He says the decision to produce common standards was taken to persuade Vauxhall retailers looking to add a second brand to choose another GM franchise rather than a rival marque.
“After the Block Exemption changes we looked back and saw an opportunity to simplify the contracts and get more alignment between our three brands,” Browning says. “We worked with dealers on the areas to align and simplify. The changes were made at the end of 2005 and were implemented this year, which reduced the number of standards.
“The objective was for dealers that want more than one brand to make their showroom more viable to add another GM brand, rather than go outside the family.”
Browning says there are still opportunities for dual and multi-brand showrooms in the UK. GM has a single network planning team responsible for developing the three retail networks, which ensures maximum overlap.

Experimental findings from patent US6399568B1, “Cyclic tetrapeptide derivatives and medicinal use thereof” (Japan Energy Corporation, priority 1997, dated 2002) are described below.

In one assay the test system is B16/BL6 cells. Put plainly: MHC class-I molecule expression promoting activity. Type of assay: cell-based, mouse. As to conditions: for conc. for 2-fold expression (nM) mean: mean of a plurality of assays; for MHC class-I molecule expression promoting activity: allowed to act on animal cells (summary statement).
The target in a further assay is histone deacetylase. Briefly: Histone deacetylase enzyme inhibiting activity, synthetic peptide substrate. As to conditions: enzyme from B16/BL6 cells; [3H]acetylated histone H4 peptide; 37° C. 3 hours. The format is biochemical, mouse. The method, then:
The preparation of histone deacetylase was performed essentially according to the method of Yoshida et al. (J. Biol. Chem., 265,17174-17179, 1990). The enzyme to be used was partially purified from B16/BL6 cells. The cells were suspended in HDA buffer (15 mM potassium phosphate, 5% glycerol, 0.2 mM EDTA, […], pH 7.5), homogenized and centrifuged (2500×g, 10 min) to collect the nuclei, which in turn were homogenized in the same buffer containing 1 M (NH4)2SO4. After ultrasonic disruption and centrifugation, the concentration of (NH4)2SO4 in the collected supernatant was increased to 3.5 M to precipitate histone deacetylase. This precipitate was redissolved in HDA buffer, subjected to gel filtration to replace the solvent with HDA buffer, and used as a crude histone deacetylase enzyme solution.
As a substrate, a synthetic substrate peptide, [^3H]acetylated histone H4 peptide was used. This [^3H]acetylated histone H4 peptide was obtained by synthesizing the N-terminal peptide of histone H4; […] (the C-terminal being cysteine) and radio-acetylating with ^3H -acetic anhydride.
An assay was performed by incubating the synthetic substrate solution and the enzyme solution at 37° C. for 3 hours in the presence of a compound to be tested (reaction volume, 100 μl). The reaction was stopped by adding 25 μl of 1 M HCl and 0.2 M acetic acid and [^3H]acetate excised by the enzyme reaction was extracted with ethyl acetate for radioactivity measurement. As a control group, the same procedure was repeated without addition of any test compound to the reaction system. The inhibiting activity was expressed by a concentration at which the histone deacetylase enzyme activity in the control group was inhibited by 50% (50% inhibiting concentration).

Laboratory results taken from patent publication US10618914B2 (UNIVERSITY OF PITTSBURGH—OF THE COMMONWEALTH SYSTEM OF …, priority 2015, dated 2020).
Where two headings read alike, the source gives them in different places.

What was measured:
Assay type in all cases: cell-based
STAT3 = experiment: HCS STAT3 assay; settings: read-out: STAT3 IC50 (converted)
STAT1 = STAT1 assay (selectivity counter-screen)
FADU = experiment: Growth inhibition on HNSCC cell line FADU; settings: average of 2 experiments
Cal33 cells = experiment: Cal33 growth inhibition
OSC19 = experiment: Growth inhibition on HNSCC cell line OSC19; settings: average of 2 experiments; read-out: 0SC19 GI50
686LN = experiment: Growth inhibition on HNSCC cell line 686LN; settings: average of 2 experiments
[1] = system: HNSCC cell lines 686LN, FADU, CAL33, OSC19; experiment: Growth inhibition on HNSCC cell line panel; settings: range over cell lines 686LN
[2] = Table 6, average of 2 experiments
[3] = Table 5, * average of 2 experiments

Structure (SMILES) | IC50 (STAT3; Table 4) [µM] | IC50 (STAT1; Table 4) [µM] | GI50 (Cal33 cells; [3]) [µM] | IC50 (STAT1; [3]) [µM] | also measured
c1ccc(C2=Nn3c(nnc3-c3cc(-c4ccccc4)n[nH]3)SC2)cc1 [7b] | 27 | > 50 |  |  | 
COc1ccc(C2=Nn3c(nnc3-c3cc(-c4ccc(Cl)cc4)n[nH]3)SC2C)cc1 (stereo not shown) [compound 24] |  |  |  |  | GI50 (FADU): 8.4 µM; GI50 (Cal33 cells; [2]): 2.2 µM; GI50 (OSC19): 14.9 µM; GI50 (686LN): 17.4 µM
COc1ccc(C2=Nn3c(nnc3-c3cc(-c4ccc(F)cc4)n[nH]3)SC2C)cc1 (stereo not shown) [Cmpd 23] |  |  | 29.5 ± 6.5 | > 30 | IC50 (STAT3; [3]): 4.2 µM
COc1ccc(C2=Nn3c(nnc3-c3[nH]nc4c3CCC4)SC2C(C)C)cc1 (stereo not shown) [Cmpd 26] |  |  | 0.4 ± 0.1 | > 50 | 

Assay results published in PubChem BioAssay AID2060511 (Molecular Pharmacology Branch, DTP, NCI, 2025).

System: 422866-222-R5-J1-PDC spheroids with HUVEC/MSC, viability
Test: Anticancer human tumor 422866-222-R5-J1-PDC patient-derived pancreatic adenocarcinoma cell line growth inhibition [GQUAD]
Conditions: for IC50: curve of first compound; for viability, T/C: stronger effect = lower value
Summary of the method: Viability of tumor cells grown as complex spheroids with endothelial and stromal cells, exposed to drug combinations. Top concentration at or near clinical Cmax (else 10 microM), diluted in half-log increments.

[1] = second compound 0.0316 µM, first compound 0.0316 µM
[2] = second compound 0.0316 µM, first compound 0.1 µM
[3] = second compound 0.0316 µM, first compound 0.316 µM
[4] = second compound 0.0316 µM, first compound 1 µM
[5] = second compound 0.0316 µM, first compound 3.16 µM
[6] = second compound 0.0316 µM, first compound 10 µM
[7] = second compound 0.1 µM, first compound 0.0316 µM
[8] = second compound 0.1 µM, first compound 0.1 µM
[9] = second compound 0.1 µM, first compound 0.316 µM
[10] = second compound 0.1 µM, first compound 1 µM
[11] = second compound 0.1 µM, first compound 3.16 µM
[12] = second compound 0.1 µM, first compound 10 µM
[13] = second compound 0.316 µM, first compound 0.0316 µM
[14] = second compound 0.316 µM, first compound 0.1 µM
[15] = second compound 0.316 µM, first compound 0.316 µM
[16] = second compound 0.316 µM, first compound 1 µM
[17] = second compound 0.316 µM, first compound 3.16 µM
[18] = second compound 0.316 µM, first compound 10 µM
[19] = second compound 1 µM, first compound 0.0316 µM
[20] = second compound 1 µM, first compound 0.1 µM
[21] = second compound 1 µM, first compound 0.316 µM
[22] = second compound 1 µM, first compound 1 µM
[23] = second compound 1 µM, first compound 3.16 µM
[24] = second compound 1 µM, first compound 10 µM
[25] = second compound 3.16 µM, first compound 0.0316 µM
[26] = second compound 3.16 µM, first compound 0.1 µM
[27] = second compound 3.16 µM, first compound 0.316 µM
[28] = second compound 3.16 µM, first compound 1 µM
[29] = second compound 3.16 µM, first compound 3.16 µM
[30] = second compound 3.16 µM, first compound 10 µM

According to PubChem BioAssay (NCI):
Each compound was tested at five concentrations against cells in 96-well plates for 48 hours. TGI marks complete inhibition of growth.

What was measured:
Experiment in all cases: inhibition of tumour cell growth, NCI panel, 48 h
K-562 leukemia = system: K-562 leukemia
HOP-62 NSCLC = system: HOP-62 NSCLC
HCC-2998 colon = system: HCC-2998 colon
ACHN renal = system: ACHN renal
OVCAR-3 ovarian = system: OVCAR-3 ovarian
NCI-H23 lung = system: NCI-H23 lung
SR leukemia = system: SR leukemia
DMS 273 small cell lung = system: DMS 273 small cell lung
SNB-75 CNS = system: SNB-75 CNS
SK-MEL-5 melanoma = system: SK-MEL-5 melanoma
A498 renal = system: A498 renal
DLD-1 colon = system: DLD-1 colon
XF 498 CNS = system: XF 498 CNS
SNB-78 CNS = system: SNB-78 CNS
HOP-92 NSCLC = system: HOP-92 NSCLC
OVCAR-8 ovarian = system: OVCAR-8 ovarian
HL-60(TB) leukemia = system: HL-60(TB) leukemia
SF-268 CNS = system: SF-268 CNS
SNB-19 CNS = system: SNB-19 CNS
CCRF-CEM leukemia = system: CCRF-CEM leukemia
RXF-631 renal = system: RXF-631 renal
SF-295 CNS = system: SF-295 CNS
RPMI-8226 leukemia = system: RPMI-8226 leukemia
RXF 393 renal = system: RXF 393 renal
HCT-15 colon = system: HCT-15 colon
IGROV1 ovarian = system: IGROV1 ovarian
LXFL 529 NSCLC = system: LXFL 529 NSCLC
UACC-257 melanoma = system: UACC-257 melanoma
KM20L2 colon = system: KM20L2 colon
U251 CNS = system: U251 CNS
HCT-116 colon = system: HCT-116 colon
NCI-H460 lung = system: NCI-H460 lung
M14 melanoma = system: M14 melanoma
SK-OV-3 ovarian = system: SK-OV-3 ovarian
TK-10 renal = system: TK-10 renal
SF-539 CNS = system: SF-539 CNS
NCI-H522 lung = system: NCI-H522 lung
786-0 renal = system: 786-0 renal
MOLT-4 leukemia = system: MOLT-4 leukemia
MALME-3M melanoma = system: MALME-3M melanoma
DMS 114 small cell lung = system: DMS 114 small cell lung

He believes all three brands have an opportunity to grow sales, particularly Chevrolet and Saab, while Vauxhall’s focus is on remixing the business away from short-term rental deals.
“We started this last year and will continue this year. The mix changes put more emphasis on B2B and retail sales. Around 20,000 cars will be remixed this year from that channel.”
Speculation about the future of Ellesmere Port – media reports suggest next generation Astra production could move to Saab’s Trollhattan plant in Sweden – was dampened, but not dismissed.
However, it seems likely that one of the four plants assembling the current Astra (the others are Bochum in Germany, Antwerp in Belgium and Poland) will shut due to an anticipated drop in European sales. A decision will be made later this year and will be based on productivity levels.
“Both Ellesmere Port and Luton have made progress on their performance but they have to continue to ensure we protect those sites,” Browning says.
“The industry is becoming more competitive and every plant the world over has to show improvements on productivity, efficiency and cost. There’s no room for complacency.”